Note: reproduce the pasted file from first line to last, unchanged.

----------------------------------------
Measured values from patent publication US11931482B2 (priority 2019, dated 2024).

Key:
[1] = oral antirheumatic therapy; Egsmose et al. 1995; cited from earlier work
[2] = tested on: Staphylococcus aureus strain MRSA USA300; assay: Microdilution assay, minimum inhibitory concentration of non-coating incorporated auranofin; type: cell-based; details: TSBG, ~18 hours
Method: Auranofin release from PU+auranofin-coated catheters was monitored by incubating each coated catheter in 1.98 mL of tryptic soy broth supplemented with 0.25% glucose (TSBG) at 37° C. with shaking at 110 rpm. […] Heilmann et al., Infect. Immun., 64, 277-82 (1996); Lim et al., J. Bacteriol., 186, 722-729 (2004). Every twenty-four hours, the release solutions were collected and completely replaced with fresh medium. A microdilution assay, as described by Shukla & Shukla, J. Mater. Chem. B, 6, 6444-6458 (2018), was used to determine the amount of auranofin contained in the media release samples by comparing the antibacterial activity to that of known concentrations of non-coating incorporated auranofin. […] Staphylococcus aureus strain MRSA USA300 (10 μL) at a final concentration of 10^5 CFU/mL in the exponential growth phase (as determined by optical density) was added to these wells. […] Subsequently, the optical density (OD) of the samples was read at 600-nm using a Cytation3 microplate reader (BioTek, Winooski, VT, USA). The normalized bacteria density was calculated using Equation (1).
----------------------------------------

Measured values from patent publication US11931482B2 (priority 2019, dated 2024).

Key:
[1] = oral antirheumatic therapy; Egsmose et al. 1995; cited from earlier work
[2] = tested on: Staphylococcus aureus strain MRSA USA300; assay: Microdilution assay, minimum inhibitory concentration of non-coating incorporated auranofin; type: cell-based; details: TSBG, ~18 hours
Method: Auranofin release from PU+auranofin-coated catheters was monitored by incubating each coated catheter in 1.98 mL of tryptic soy broth supplemented with 0.25% glucose (TSBG) at 37° C. with shaking at 110 rpm. […] Heilmann et al., Infect. Immun., 64, 277-82 (1996); Lim et al., J. Bacteriol., 186, 722-729 (2004). Every twenty-four hours, the release solutions were collected and completely replaced with fresh medium. A microdilution assay, as described by Shukla & Shukla, J. Mater. Chem. B, 6, 6444-6458 (2018), was used to determine the amount of auranofin contained in the media release samples by comparing the antibacterial activity to that of known concentrations of non-coating incorporated auranofin. […] Staphylococcus aureus strain MRSA USA300 (10 μL) at a final concentration of 10^5 CFU/mL in the exponential growth phase (as determined by optical density) was added to these wells. […] Subsequently, the optical density (OD) of the samples was read at 600-nm using a Cytation3 microplate reader (BioTek, Winooski, VT, USA). The normalized bacteria density was calculated using Equation (1).